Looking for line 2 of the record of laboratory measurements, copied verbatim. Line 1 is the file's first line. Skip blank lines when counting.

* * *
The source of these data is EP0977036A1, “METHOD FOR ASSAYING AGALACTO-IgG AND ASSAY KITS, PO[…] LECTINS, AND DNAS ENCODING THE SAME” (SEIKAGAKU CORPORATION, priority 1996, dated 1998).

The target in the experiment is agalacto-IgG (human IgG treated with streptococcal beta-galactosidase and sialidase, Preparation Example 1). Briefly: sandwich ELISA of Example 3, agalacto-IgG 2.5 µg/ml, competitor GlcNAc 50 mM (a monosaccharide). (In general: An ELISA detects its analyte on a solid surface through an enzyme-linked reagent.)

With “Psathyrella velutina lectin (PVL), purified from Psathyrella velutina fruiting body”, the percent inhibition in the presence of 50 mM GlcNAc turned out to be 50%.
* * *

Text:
The target in the experiment is agalacto-IgG (human IgG treated with streptococcal beta-galactosidase and sialidase, Preparation Example 1). Briefly: sandwich ELISA of Example 3, agalacto-IgG 2.5 µg/ml, competitor GlcNAc 50 mM (a monosaccharide). (In general: An ELISA detects its analyte on a solid surface through an enzyme-linked reagent.)